Archive for the ‘Adam Scott’ Category

Junior Golf: Tough Golf Courses

In this Monday Mulligan we will take a look at a tough golf course. Any course can be difficult if your daughter is not playing well, but the facts are some courses are just tougher than others.img_0135

Yesterday Adam Scott won the WGC-Cadillac Championship at Trump National Doral in Miami, Florida. The Doral has been nicknamed the Blue Monster for years and there’s a ton of legitimate reasons for this moniker. The pros played at just over 7500 yards and that’s a lot of yards! There is water seemingly everywhere, lots of big sand traps and large undulating greens.

The field of 66 players included the Top 50 in the World Golf Rankings plus additional entrants from specific events and competitions. The point being that everyone in this championship had great rankings and credentials. 1 nice perk to playing in the event and finishing, no matter your score, is that there is no 36-hole cut and last place is guaranteed $50,000, not bad for a week’s work.

So imagine how Steven Bowditch felt after 3 rounds of 81, 80 and 80, putting him in last place. Still he had $50,000 waiting for him if he just played his final 18-holes on Sunday, which he did, carding an 84 to finish at the back of the pack. How can he play this poorly? He is the 2014 winner of the Valero Texas Open at The Oaks Course at TPC San Antonio, 1 of the toughest courses on the whole PGA Tour. How is Doral eating his lunch?

It’s easy to speculate and get lost in the mental and physical issues. However let’s begin with the fact that this is a tough golf course. World #1 Jordan Spieth says he hasn’t figured this course out yet and was never really in contention. Steven Bowditch for whatever reason, let this course get to him. For a solid PGA pro to not break 80 in 4 rounds on a golf course means the course shook his confidence and when it happens on The Blue Monster these are the scores you get.image

Adam Scott on the other hand had a couple of double-bogies early in his final round and thus had 2 chances to lose his confidence but to his great credit he kept his confidence and was making some birdies by sticking iron shots close for most of the remaining holes and then made an up-and-down on the 72nd hole to beat Bubba Watson by 1-stroke. A tremendous example of mental toughness! (photo by 7-themes.com)

Facts are Mom and Dad that your daughter is going to like some courses more than others.she will play better on some courses than on others. That’s golf. This real issue here is how will your daughter react when she hits a bad shot or makes a double bogey? Be like Adam Scott. Yes it’s tough particularly for the youngsters, but the sooner she learns to regain/keep her confidence, the quicker she will advance.

See you on #1 tee, looking confident… Sam

unior Golf: Stretching In Cold Weather

In today’s Monday Mulligan we will explore 1 of the most neglected and overlooked aspects of sports, including junior golf. Being an athlete means being athletic, being able to perform at a competitive level in your given sport. There are a number of physical aspects involved in competitive sports so let’s take a look at the 1 that Linda and I believe needs much more serious attention. (photo jennleforge.com)image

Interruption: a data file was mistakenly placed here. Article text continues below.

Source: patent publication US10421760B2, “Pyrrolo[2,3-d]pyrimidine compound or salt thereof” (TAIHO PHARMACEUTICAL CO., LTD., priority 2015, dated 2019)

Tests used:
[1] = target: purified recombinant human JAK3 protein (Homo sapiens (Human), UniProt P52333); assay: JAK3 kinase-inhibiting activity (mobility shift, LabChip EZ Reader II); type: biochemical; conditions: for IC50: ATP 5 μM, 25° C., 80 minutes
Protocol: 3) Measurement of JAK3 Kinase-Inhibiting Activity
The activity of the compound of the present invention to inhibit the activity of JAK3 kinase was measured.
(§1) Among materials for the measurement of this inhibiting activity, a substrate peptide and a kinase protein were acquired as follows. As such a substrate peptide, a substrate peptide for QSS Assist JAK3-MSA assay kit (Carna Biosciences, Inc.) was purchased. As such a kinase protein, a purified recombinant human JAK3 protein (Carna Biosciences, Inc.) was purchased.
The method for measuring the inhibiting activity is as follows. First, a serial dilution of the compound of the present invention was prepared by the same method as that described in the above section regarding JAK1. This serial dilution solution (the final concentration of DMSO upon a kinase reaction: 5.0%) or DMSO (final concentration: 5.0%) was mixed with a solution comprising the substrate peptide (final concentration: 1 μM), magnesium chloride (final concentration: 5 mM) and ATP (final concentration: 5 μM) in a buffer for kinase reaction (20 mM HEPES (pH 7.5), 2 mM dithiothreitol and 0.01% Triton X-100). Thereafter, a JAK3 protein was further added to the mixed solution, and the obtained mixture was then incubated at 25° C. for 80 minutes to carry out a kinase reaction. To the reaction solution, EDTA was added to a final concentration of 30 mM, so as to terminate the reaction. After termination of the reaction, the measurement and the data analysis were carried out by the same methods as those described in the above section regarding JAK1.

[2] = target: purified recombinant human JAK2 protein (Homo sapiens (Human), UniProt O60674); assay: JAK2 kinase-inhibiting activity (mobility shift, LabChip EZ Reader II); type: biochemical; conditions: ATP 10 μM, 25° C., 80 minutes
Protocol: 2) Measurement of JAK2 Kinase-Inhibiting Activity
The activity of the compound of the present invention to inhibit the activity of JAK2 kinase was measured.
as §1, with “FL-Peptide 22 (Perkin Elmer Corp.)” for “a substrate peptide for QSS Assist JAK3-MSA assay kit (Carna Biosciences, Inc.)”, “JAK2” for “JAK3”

Perhaps you have noticed with your daughter and her junior golf friends that there is little or no visible stretching. About all you see is 30 seconds or more of token effort on the range or on the tee box. Did the girls do extensive stretching prior to arriving at the course? Our experience is few, if any, junior golfers ever do proper stretching exercises. Even in high school, S3 and his teammates pretty much refused to stretch in a meaningful way.

Why is this? There are a couple of reasons. First, by the time your daughter gets into high school you can’t be overseeing every minute of her life. She needs to be learning how to be independent, getting ready to leave the nest. So about all Dad and Mom can do is suggest that she do some stretching. You know, the kids just aren’t interested. Or secondly, your daughter has not suffered the frustrating consequences of being injured.

How does this change? Sadly it usually only changes as a result of a serious muscle pull or similar injury. Here in South Texas we call temperatures cooler than 50 degrees,”muscle pulling weather.” My friends and I just don’t play golf in these temperatures. Junior golfers and college golfers, however, play in this weather a lot. And they stretch a bit more because the cold weather makes them feel more stiff. And the extra layers of clothes require more effort in order to make consistently good swings.image

For cold weather stretching your daughter can do the same stretches she does when it’s warmer, just do them more slowly and do more of them. To freshen her routine find a video of Miguel Angel Jimenez doing his stretches. These can be done in golf attire at the golf course and they, while appearing slightly different than what you see in the gym, have been deemed to be very effective. They are also refreshingly fun to do or at least attempt to do. A couple of them are much more difficult than they appear. Or just do a web search for golf stretches. You’ll find a ton of resources from the Mayo Clinic, Adam Scott, Greg Norman and more. Maybe by presenting stretching as fun your daughter will show more interest. Try something. The benefits of proper stretching are well documented. (photo thegolfclubgame.com)

See you on #1 tee looking stretched-out and limber… Sam

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